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Thread: Silly Questions From A Newbie

  1. #1

    Default Silly Questions From A Newbie

    Looking at page 5 (channel hoping) someone states that using channel 13 is illegal, being new, and a silver surfer can someone please tell me something about this.

    The very reason i am here is because i had a user on my network who should not have been there.

    Contacted the isp who re configured the router and changed the pass word and ssid ref.

    The user still remained so i went into the netgear page and changed things around again still no joy.

    contacted the isp whose security iam using and complained they offered me tech support at a price.

    Looking in a computer mag there was a article on wifi and this site was mentioned so here i am.

    The problem is with the wifi router, and at the end of the day i may well have to admit defeat, and go for the isp tech support.
    but being on a pension i don't want to increase the monthly expense in these troubled times, unless i have to.

    This is all on the lap top by the way, the old desk top pc, is straight off the broad band cable no problems there yet.

    Nearing 70 i know these questions could well be answered by a school pupil, but are a puzzle to me thats for sure.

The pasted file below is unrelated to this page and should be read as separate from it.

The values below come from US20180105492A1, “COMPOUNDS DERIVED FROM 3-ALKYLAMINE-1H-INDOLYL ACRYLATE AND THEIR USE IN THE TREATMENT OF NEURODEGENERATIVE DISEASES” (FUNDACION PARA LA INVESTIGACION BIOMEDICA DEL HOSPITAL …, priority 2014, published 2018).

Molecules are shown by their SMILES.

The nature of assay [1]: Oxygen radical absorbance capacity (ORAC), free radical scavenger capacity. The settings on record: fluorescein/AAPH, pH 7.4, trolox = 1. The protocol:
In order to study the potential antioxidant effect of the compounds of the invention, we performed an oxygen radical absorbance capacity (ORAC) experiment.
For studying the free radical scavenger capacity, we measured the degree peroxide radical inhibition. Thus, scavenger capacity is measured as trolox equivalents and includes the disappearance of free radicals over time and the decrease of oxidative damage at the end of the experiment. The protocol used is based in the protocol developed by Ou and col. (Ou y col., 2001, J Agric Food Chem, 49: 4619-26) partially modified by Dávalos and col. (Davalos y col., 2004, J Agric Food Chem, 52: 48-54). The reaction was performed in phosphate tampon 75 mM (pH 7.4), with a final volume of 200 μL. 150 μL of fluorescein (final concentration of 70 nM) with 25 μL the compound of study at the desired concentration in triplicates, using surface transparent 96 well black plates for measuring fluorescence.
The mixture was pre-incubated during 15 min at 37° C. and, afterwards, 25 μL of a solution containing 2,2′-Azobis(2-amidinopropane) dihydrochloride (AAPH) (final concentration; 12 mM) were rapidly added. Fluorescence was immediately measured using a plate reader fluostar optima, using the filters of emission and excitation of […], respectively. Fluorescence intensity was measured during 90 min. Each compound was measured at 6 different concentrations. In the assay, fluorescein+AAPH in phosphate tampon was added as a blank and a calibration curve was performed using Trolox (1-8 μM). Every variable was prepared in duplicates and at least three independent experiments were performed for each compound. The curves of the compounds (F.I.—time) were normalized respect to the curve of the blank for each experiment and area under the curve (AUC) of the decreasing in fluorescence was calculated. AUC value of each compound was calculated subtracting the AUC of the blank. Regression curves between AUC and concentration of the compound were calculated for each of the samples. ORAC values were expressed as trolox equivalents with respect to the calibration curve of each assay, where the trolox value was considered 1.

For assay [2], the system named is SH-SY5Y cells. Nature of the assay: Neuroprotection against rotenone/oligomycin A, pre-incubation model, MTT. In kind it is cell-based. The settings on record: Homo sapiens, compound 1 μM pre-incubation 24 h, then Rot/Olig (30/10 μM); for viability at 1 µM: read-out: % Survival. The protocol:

This user on my network is running from channel 13, using my ssid name but with a different mac number,,different security level, and a different router, this is the extra information this site supplied on the inSSIDer page.

    I have removed all personnel data, altered the admin name, re named the pc, and installed new passwords, and currently sorting email.

    Any comments would be most helpful.

    Sorry to ramble on for those still hear please help this old surfer.
    Last edited by newbie silver surfer; 08-26-2011 at 07:11 PM. Reason: additional words and spelling

  2. #2

    Default

    I'm new myself so can't answer, but I'm concerned that this could happen, I'll be watching any replies with interest.

    I only installed inSSIDer this morning, and having my own trouble figuring it all out, ain't getting old fun

    Cheers Kev.

  3. #3

    Default

    Hi Silver Surfer,

    I do not make any claims to being a security expert and due to the fact
    that you have not told us what kind of wifi router and pc operating system
    you are using I can only give you a general guideline.

    wifi security comes at various levels: none, wep, wpa, wpa2 (wpa2 being the most secure)

    you need to determine the highest common security level suported by both
    your wifi router and your pc/laptop